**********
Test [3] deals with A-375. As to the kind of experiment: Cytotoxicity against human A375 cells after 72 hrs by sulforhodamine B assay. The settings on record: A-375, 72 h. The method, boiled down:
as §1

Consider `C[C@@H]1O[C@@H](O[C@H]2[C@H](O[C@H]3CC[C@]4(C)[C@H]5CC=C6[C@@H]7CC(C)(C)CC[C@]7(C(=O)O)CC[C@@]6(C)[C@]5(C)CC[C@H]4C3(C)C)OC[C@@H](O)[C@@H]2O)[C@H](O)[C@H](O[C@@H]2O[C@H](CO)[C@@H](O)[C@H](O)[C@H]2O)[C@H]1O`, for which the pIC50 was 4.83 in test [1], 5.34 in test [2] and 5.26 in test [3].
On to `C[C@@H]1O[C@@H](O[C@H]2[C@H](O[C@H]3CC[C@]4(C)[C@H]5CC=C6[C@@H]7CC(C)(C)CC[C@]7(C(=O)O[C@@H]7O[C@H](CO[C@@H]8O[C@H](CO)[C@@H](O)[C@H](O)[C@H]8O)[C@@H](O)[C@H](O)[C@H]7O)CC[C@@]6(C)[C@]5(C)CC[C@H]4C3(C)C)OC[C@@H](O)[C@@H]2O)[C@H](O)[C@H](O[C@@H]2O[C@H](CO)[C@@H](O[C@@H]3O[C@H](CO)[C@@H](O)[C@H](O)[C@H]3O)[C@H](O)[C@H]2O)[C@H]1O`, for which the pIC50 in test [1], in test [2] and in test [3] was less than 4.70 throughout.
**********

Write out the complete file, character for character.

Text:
Test [3] deals with A-375. As to the kind of experiment: Cytotoxicity against human A375 cells after 72 hrs by sulforhodamine B assay. The settings on record: A-375, 72 h. The method, boiled down:
as §1

Consider `C[C@@H]1O[C@@H](O[C@H]2[C@H](O[C@H]3CC[C@]4(C)[C@H]5CC=C6[C@@H]7CC(C)(C)CC[C@]7(C(=O)O)CC[C@@]6(C)[C@]5(C)CC[C@H]4C3(C)C)OC[C@@H](O)[C@@H]2O)[C@H](O)[C@H](O[C@@H]2O[C@H](CO)[C@@H](O)[C@H](O)[C@H]2O)[C@H]1O`, for which the pIC50 was 4.83 in test [1], 5.34 in test [2] and 5.26 in test [3].
On to `C[C@@H]1O[C@@H](O[C@H]2[C@H](O[C@H]3CC[C@]4(C)[C@H]5CC=C6[C@@H]7CC(C)(C)CC[C@]7(C(=O)O[C@@H]7O[C@H](CO[C@@H]8O[C@H](CO)[C@@H](O)[C@H](O)[C@H]8O)[C@@H](O)[C@H](O)[C@H]7O)CC[C@@]6(C)[C@]5(C)CC[C@H]4C3(C)C)OC[C@@H](O)[C@@H]2O)[C@H](O)[C@H](O[C@@H]2O[C@H](CO)[C@@H](O[C@@H]3O[C@H](CO)[C@@H](O)[C@H](O)[C@H]3O)[C@H](O)[C@H]2O)[C@H]1O`, for which the pIC50 in test [1], in test [2] and in test [3] was less than 4.70 throughout.